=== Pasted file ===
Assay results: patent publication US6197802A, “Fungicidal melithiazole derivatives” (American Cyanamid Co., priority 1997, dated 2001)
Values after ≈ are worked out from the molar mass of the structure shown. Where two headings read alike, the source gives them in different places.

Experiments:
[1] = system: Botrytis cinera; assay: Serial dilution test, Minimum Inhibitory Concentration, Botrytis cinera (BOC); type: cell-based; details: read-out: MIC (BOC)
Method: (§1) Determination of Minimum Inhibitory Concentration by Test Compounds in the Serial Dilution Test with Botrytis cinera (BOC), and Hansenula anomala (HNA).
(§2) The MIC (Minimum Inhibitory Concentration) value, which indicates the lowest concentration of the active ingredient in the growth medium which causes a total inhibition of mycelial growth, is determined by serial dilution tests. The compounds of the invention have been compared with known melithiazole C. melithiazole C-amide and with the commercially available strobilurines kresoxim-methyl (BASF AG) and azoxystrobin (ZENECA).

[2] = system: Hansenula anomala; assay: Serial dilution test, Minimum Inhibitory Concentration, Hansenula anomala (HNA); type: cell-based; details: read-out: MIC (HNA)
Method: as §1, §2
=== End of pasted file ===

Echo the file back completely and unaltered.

Assay results: patent publication US6197802A, “Fungicidal melithiazole derivatives” (American Cyanamid Co., priority 1997, dated 2001)
Values after ≈ are worked out from the molar mass of the structure shown. Where two headings read alike, the source gives them in different places.

Experiments:
[1] = system: Botrytis cinera; assay: Serial dilution test, Minimum Inhibitory Concentration, Botrytis cinera (BOC); type: cell-based; details: read-out: MIC (BOC)
Method: (§1) Determination of Minimum Inhibitory Concentration by Test Compounds in the Serial Dilution Test with Botrytis cinera (BOC), and Hansenula anomala (HNA).
(§2) The MIC (Minimum Inhibitory Concentration) value, which indicates the lowest concentration of the active ingredient in the growth medium which causes a total inhibition of mycelial growth, is determined by serial dilution tests. The compounds of the invention have been compared with known melithiazole C. melithiazole C-amide and with the commercially available strobilurines kresoxim-methyl (BASF AG) and azoxystrobin (ZENECA).

[2] = system: Hansenula anomala; assay: Serial dilution test, Minimum Inhibitory Concentration, Hansenula anomala (HNA); type: cell-based; details: read-out: MIC (HNA)
Method: as §1, §2